Students Protest Faculty Meeting, College Clarifies Next Steps


Students held signs and linked arms outside of the Tuesday, Nov. 7 faculty meeting from 12 p.m. to 12:40 p.m., then moved the protest to the HUB stairwell.

Rachael Franchini ’19, Editor-in-Chief

In light of ongoing investigations regarding an incident from two weekends ago involving a photo of a student dressed as Colin Kaepernick and a student holding a toy gun, students protested during the Tuesday, Nov. 7 faculty meeting with signs, linked arms and chants.

According to Thomas Connell ’19, the protestors decided to have the demonstration during the faculty meeting “to make it known to the faculty that we wanted them to address more cultural differences and cultural appropriation in the classroom…[the] burden is getting put on marginalized groups of color [for] education when really, that’s not their job.”

“Some faculty have completely skirted the issue and they haven’t addressed it in their classes,” stated Sayhahn Mudd ’21.

“If they don’t want to talk about it [in classes] then they’re going to see it!” Teryon Lowery ’20 added.

Several emails have been sent out to the Dickinson community regarding the college’s response to the incident, and how the college plans to go forward with the investigation and any other necessary proceedings.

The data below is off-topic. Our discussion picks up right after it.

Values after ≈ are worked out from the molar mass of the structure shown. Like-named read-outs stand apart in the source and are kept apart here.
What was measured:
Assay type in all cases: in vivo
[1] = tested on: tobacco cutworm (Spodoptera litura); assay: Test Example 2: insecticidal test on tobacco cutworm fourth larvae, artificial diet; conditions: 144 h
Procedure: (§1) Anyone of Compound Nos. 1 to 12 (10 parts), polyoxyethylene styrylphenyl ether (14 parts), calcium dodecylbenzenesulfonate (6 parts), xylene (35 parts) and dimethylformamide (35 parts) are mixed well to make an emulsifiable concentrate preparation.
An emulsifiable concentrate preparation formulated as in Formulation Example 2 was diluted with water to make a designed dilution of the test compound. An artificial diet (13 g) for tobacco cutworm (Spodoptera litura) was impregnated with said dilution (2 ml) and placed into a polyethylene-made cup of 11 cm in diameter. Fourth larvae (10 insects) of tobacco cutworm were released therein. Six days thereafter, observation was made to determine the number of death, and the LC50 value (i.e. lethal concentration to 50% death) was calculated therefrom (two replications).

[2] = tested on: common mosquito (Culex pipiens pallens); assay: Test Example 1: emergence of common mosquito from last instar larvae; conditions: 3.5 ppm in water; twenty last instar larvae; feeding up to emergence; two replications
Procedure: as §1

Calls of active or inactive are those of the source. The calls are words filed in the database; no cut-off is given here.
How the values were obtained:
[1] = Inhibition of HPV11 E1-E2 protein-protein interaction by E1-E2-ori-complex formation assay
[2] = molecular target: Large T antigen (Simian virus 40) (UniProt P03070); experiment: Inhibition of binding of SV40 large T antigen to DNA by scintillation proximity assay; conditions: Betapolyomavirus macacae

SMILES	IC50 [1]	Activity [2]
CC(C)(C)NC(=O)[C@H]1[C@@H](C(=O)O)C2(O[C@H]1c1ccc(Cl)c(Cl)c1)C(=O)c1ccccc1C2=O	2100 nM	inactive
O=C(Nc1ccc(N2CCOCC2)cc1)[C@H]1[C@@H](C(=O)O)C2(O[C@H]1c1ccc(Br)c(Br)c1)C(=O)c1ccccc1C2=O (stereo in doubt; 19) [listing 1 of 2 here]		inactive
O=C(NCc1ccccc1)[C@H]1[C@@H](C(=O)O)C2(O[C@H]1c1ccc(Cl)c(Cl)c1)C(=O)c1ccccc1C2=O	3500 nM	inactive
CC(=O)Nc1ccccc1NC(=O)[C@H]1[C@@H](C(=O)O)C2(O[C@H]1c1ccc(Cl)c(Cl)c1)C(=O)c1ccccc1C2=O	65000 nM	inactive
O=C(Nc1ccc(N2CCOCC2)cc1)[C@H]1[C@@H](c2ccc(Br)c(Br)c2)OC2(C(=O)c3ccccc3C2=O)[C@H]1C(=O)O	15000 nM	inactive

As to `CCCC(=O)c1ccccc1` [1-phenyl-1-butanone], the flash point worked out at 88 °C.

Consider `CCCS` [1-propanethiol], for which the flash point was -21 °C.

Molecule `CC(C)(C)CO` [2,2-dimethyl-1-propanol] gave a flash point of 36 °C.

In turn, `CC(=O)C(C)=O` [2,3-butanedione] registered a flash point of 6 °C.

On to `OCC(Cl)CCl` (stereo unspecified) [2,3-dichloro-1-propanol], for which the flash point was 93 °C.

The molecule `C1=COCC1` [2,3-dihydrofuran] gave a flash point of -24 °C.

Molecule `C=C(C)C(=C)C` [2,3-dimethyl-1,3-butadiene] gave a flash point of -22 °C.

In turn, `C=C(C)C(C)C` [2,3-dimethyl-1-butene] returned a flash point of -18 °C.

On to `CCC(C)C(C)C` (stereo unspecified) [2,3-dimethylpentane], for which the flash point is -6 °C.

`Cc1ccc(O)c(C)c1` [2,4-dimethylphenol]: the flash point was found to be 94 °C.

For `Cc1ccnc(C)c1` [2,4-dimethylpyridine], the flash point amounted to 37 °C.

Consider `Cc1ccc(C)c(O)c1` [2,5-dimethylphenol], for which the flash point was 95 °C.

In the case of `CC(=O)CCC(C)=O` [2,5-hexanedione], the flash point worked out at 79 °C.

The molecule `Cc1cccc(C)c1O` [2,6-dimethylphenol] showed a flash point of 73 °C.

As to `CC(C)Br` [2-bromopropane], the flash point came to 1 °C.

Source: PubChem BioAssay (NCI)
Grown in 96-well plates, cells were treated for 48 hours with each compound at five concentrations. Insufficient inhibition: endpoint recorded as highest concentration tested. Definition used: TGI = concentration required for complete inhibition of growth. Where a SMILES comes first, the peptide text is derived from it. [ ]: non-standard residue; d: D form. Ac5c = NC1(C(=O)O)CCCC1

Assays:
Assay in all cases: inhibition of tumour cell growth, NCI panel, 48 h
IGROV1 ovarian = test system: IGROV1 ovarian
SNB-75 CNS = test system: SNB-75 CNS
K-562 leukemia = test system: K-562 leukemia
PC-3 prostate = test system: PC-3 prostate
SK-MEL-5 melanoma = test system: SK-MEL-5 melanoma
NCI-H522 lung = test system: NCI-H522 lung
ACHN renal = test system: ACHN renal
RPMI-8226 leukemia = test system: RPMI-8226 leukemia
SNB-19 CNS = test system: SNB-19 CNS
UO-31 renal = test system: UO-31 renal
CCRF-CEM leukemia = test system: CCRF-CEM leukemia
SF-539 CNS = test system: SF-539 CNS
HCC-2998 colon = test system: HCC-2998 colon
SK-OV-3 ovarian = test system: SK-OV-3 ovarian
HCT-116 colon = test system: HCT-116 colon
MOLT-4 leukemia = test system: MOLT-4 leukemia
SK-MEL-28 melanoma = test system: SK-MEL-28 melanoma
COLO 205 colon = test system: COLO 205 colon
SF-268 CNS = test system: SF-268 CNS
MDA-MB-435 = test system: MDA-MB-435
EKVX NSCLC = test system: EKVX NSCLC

On Friday, Nov. 3, President Margee Ensign called the image “hurtful and offensive,” and wrote that “many [students] are struggling because we have not provided details about what is happening.”

She then proceeded to explain that interviews have been ongoing to collect more information about the incident. “If there are violations of our community standards,” the email read, “a hearing panel made up of a faculty member, a student and an administrator will review the case and decide what sanctions may be imposed.”

Ensign also mentioned that Head Coach of the Men’s Lacrosse team David Webster has suspended the involved students indefinitely from the lacrosse team.

This sanction occurred despite the fact that there is currently no definitive proof that there were violations of conduct, considering the students in question denied the majority of the accusations of the narrative surrounding the incident, including blackface and the perception that the gun was pointed at the Kaepernick costume.

However, “student athletes, because they uniquely represent the college, are held to higher standards of behavior,” shared Dean and Vice President of Student Life Joyce Bylander.

Webster verified these sentiments, adding “Our team has certain expectations related to respect in our community… We will continue to work with the two individuals and help them to learn and grow from this difficult situation.”

In an email sent out by Bylander on Tuesday, Nov. 7 following the faculty meeting, she reiterated the policy of dealing with violations of community standards explained in Ensign’s earlier email.

“Our collective challenge is to raise the visibility of the harm caused by images such as this one,” Bylander wrote. “We are working with the Landis Collective, Student Senate, Athletics and the Intercultural Competency Task Force to sponsor events and programs to educate our community.”